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Jake Shane is making history funny — and he’s going viral for it

The TikTok comedian imagines how famous scenarios, like the Titanic or Prohibition, would play out in 2023.
Jake Shane in one of his TikTok videos.
Jake Shane in one of his TikTok videos.

It’s anyone’s guess how the senators who conspired to kill Caesar would have done their scheming in the year 2023, but burgeoning TikTok Star Jake Shane has a kicker of a theory.

Known best on the platform by his handle @octopusslover8, the content creator has amassed a devoted following in recent weeks for taking on the anecdotes that have shaped human history and reimagining them through a Gen Z lens.

As of today, his account has 4.9 billion views and 1.3 million followers, up from 60 thousand a few weeks ago.

Using prompts provided by followers, such as Marie Antoinette getting canceled, a Founding Father’s reaction to John Hancock’s large signature on the Declaration of Independence, the TikToker rethinks history, one front-facing video at a time.

In one 17-second video, Shane pretends to be Mona Lisa sitting for a portrait – taken on an iPhone.

“Did we get it?” Shane, as Mona Lisa, asks, taking a modern-day coffee cup and bustling towards a door. “Text me. The unedited ones, I’ll approve and then you can edit.”  

Other impressions include Newton’s discovery of gravity, the fateful ride of Paul Revere, the execution of Joan of Arc, Pangea breaking up and the U.S.'s "card declining for the Louisiana Purchase." Recently, Shane likened buying tickets to board the Titanic to the Taylor Swift Ticketmaster disaster and videoed himself crouched before a laptop while having a meltdown with a friend on speakerphone. 

“I’m actually about to start crying! I’m actually about to start crying!” he yells. “They knew how many people wanted to get on this boat. They should be able to handle the amount of people wanting to get tickets for it. Period.”  

Shane's ascent to TikTok stardom started as a game

Shane's ascent began on Feb. 20, when he shared a TikTok to celebrate reaching 60,000 followers on the app.  

“Can we play my favorite game, please?” Shane said. “Comment your favorite line or situation you want me to act out.”  

Shane’s first video was in response a request that he “act out Bill Clinton denying his relationship with Monica Lewinsky.” 

With the sass and snark that his generation has become known for on TikTok, Shane gave a one-person performance of Clinton being caught red-handed in the sex scandal that led to his 1998 impeachment.

The video garnered 1.7 million views and more than 200,000 likes — and started a new format. Since his original video asking for requests, he’s posted dozens of reenactments, and his "like" count on the platform has ballooned to 36.7 million.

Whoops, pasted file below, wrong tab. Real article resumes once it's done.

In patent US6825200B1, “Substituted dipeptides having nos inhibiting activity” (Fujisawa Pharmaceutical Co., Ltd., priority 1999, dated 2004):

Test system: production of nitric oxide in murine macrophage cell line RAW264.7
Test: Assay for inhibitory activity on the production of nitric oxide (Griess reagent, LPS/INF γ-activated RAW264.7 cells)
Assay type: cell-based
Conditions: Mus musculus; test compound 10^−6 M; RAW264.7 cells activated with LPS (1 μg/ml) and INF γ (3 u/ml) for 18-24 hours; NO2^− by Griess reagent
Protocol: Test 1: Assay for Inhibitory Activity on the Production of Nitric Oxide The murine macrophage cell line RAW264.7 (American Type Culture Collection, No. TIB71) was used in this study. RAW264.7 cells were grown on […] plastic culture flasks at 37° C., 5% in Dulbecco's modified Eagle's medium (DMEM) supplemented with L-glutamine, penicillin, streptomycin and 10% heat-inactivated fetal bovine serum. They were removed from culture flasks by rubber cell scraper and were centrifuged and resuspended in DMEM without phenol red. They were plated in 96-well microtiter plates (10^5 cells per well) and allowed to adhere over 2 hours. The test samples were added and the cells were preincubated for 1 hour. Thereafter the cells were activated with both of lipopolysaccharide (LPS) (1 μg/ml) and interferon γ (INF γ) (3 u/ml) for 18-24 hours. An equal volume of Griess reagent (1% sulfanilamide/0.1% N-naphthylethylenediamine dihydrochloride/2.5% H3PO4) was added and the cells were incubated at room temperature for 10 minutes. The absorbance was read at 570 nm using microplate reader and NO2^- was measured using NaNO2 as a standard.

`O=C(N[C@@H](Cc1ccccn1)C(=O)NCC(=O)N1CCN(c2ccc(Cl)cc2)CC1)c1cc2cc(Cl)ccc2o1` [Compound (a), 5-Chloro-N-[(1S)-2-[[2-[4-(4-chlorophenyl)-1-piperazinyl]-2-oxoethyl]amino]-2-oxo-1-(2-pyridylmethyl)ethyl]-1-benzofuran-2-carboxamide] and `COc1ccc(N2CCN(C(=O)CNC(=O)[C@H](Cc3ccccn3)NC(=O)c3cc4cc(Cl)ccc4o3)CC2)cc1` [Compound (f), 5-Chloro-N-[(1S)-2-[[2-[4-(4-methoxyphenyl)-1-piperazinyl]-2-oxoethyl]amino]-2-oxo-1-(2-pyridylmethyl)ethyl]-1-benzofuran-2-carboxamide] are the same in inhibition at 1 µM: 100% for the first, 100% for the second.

His account’s popularity has grown to the point that he now receives brand requests.

Recently, The History Channel asked Shane to make a reaction video of reactions to Prohibition in the United States.  

“What? On their Instagram story?” Shane asks about the news while speaking into an empty phone case to hold his pretend conversation. “No, Jackson, I don’t think it’s real because they put it on their story. If this was real, there would’ve been a whole post dedicated to it.” Upon realizing the sale and consumption of alcohol is, indeed, banned, he proceeds to spiral: "How is this legal? This isn't legal!"

 Even TODAY is in on the fun. 

“Now do Fergie’s manager when they saw her do a cartwheel on live TV at 8 AM,” @todayshow commented, referencing the singer’s 2008 performance of "Barracuda" on the plaza. 

Why are his videos such a phenomenon?  

Like anything that becomes popular online, it’s hard to put into words. It’s one of those things that you have to see to understand. 

At the crux of Shane’s appeal is his ability to juxtapose Gen Z’s mannerisms with the gravity of history.

Lizzy Gulino, a senior writer at Refinery29 and @octopusslover8 super fan, tells TODAY that she came across Shane’s reenactments on her “For You" page. She regularly chimes into his comments section with requests for his take on the Wright Brothers explaining how a plane works and the first person to eat an egg.  

“I actually laugh out loud when I see his videos,” she says. “And I feel like I don’t do that too often.” 

As someone who follows trends and online culture for a living, Gulino says she thinks Shane’s videos have become so popular because of his content's universality: Everyone is familiar with the moments he’s portraying.   

“I think the kind of comedy that Jake does is something that all ages can connect with and understand,” Gulino said. “We all know that John Hancock’s signature was the biggest on the Declaration of Independence. It’s easy to connect across ages and demographics with that kind of comedy, so I think it’s super accessible for people.” 

We’re all in on the joke — and no one tells it like Jake Shane.